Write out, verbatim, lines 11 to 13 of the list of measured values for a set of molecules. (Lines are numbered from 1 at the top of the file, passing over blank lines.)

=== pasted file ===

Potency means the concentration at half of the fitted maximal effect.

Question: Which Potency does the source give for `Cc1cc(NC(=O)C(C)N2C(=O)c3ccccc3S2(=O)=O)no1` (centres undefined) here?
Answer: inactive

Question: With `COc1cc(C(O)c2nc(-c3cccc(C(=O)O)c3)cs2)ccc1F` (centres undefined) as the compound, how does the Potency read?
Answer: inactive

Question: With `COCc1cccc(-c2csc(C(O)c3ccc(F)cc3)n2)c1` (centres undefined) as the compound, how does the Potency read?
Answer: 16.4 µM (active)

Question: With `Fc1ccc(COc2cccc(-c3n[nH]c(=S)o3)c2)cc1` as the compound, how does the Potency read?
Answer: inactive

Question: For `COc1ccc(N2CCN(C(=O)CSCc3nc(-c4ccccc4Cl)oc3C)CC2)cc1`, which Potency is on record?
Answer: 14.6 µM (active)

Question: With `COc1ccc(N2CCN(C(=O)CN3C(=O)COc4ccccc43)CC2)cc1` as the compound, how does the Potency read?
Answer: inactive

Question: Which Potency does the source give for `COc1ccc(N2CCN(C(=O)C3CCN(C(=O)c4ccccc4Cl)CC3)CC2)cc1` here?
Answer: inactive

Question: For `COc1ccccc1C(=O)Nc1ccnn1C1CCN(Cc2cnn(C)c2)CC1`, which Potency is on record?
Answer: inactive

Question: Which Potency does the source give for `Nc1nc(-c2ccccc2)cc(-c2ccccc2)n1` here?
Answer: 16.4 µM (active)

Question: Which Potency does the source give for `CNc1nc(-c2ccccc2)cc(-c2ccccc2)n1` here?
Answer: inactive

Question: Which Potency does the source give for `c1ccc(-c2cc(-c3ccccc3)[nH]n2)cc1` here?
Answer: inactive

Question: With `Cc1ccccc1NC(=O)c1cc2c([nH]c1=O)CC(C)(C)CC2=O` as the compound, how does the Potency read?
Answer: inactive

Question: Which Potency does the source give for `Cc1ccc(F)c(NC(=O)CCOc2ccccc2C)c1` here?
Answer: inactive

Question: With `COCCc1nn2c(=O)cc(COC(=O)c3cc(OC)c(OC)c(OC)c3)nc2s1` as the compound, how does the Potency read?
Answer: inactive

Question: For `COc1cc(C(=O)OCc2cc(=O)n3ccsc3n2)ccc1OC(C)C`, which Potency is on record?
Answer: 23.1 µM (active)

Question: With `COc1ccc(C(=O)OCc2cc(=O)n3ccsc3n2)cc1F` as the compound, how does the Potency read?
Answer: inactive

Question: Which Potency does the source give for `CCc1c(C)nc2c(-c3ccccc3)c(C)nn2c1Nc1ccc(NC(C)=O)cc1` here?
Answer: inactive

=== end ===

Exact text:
Answer: 14.6 µM (active)

Question: With `COc1ccc(N2CCN(C(=O)CN3C(=O)COc4ccccc43)CC2)cc1` as the compound, how does the Potency read?
Answer: inactive